When most of us think about periwinkle, we either think of a vine or a ground cover. Here in the Southwest, it is extremely common to find another version of periwinkle that’s completely unrelated. Below, I’ll share some of the major differences between these plants and how to grow them.
Major vs. minor
Greater periwinkle or big periwinkle (Vinca major, Zones 7–9) and lesser periwinkle or common periwinkle (V. minor, Zones 4–8) are both shade-loving ground covers that like dry, well-drained soil. While greater periwinkle is native to the Mediterranean, lesser periwinkle is native to Central and Southern Europe. They are both low maintenance, pest free, and quite hardy. In many areas they both are considered quite invasive.* That doesn’t necessarily mean you should never use them. On the contrary, they might be perfect for your specific needs. But be sure to keep an eye on the runners to ensure they are not creeping too far, too quickly. Both are evergreen, mat-forming perennials. They’re most commonly used as ground covers, as trailing additions to containers, or sometimes as houseplants. An easy way to help you tell the difference between the two periwinkles is through leaf shape. The leaves of greater periwinkle tend to be larger, broader, and sometimes heart-shaped. Lesser periwinkle leaves are smaller and more elongated.
To switch genera altogether, Madagascar periwinkle (Catharanthus roseus, Zones 9–11), also called Cape periwinkle or annual vinca, is from Madagascar. At one time it was called Vinca rosea, but it was later decided that it should be classified differently from true vincas. Madagascar periwinkle is a tropical perennial that is typically grown as an annual in many regions but may be hardy in some areas of the Southwest. The flowers resemble those of impatiens (Impatiens walleriana cvs., annual), but unlike impatiens, Madagascar periwinkle loves the sun. This plant is an absolute beauty and produces flowers from early summer to late fall and beyond! Especially in the desert where you least expect to see such vibrant blooms, it really catches your eye. Madagascar periwinkle is drought tolerant and requires very little maintenance as long as you give it well-drained soil. It grows up to 18 inches high and comes in a rainbow of colors. You can find it in pink, red, white, purple, magenta, as well as multicolored. Be warned—if overwatered, this plant will develop root rot and die.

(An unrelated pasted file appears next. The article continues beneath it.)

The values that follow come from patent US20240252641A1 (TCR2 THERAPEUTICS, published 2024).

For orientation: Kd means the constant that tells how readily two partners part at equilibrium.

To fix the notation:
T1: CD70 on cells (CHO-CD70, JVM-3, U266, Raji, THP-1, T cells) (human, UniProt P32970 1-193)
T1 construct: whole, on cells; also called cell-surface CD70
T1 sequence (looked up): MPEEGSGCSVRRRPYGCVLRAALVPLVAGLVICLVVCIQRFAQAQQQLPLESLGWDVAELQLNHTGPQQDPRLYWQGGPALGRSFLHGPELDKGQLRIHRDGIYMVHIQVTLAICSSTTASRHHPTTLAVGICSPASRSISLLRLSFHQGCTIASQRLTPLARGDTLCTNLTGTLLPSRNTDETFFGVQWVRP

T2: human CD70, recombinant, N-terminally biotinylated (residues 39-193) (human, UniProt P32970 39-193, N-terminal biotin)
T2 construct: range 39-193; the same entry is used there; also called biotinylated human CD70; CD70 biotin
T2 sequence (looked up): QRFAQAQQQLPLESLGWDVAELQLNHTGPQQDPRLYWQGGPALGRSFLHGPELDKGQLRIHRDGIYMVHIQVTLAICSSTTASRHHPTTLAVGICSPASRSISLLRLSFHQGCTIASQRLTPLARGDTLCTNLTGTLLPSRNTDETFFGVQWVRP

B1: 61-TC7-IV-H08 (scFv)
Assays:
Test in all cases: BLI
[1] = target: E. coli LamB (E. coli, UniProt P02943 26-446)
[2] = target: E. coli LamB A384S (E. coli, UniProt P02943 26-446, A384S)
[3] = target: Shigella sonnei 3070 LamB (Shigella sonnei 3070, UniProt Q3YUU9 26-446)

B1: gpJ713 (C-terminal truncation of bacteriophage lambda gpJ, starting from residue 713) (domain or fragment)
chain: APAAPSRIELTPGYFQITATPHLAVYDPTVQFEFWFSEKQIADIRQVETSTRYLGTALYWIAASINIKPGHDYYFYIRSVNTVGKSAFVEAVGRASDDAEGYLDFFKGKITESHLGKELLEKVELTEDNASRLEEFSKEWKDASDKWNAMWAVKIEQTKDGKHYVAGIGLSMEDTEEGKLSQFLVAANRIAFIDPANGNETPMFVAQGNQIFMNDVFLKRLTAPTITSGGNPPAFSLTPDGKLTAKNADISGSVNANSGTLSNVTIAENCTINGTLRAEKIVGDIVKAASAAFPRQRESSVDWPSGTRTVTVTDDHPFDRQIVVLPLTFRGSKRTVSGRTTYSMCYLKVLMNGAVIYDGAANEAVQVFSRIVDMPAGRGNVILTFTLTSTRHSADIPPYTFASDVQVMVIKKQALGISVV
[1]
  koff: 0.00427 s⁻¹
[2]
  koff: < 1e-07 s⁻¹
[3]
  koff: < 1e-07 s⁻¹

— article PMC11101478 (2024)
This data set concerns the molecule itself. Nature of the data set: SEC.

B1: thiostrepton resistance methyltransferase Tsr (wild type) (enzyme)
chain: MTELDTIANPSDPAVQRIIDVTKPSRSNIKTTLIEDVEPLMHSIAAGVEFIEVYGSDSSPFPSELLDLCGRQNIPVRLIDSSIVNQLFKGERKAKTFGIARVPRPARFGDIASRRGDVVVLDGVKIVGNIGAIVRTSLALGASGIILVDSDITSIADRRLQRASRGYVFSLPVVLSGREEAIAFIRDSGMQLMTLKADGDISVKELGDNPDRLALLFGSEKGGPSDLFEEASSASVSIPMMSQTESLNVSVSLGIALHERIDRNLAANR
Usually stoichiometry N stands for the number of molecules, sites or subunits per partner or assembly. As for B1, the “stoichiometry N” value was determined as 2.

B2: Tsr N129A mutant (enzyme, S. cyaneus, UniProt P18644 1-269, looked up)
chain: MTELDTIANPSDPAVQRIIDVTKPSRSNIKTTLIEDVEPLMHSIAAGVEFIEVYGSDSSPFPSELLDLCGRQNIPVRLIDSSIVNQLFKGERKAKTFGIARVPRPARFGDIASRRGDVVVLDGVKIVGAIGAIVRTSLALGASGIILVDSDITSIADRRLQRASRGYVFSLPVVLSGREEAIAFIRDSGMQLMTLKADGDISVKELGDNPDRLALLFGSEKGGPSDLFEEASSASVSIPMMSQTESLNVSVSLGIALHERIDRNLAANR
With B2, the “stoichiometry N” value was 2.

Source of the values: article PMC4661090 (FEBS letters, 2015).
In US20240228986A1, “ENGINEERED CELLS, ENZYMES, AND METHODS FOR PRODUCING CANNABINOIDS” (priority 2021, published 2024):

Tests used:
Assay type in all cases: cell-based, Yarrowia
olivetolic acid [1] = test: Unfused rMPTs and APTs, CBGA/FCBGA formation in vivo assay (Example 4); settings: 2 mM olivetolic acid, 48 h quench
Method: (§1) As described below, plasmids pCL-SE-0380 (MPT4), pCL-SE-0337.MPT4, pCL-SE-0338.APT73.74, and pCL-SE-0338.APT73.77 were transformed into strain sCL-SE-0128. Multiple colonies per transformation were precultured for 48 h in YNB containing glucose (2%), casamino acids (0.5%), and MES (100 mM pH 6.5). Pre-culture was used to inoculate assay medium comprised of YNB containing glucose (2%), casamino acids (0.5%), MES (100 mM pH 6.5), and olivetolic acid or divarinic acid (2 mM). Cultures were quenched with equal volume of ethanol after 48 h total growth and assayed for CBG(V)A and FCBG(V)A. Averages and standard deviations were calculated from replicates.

Many gardeners have been confused by all three of these different plants referred to with one name. Although they all produce beautiful foliage and flowers, it’s extremely important to understand which one you’re planting and if it’s appropriate for your garden. If you are in doubt, hunt down a local garden center pro. If that person is unsure, do your own research. There’s no shame in relying on the good-old internet to help you through a gardening conundrum. Good luck, gardeners!
*Check to see if greater periwinkle is invasive in your area here and if lesser periwinkle is invasive in your area here.
—Sheila Schultz and Laurel Startzel are a mother-daughter duo who founded Denver Dirty Girls Container Gardening while living in Denver and have continued their business since moving to Tucson, Arizona.
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